The US to spend $5 billion to build 500,000 electric vehicle charging stations over five years
The number of electric vehicles (EV) on U.S. roads is projected to reach 18.7 million in 2030. As electric vehicles gain mainstream adoption, more charging stations are going to be needed to power millions of new electric cars on the roads.
In December 2020, “President-Elect” Joe Biden promised to build 550,000 (EV) charging stations and create over 1 million jobs by investing in clean energy research over the next few years. Now, Biden is making true on his promise.
Today, the Biden administration plans to detail how it will award about $5 billion to fund EV charging networks in the United States. As part of the plan, the US will build 500,000 electric vehicle charging stations over five years. The $5 billion is part of the $1 trillion infrastructure funding bill that Congress approved in November 2021.
The EV charging network effort is part of Biden’s plan to eclipse China in EV production and develop the right green policies. In addition to the EV charging stations, Biden also promised during his campaign before the election to help the United States compete with China on electric vehicles (EVs) as part of a $2 trillion plan to fight climate change.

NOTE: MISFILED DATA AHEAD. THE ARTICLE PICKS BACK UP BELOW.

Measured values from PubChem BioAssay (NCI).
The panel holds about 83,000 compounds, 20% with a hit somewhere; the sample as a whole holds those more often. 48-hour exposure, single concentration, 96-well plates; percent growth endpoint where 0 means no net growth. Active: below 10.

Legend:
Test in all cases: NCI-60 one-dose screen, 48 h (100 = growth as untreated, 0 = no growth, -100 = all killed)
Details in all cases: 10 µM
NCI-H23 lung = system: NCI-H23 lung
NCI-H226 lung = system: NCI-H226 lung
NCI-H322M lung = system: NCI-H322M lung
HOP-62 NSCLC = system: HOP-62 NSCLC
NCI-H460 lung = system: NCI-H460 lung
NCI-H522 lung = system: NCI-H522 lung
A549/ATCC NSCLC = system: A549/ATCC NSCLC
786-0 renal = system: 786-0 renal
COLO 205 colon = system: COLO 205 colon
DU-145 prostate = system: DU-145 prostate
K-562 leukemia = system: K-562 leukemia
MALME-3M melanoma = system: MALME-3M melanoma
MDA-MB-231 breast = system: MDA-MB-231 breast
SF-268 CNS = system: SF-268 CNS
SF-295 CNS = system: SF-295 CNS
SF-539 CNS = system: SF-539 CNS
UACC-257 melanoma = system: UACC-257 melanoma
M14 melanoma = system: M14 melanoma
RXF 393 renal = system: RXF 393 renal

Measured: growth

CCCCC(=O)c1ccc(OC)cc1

One of the reasons often cited for many people for not wanting to switch to EV cars is the lack of enough charging stations. The White House is trying to encourage Americans to move away from gasoline-powered vehicles even as efforts to win substantial additional funding for EVs in Congress have stalled.
Meanwhile, as part of the plan, the Biden administration will make $615 million available in 2022 but states must first submit plans and win federal approval. The U.S. Transportation Secretary Pete Buttigieg said the funding “will help us win the EV race by working with states, labor, and the private sector to deploy a historic nationwide charging network.”
By 2030, Biden wants 50% of all new vehicles sold to be electric or plug-in hybrid electric models and 500,000 new EV charging stations; he has not endorsed phasing out new gasoline-powered vehicle sales by 2030. The Biden administration said in guidance Thursday that states should first prioritize investments along interstate highways. It also says:
* States should fund DC Fast Chargers; stations should have at least four ports capable of simultaneously charging four EVs.
* States should install EV charging infrastructure every 50 miles along interstate highways and be located within 1 mile of highways.
* Federal funds will cover 80% of EV charging costs, with private or state funds making up the balance.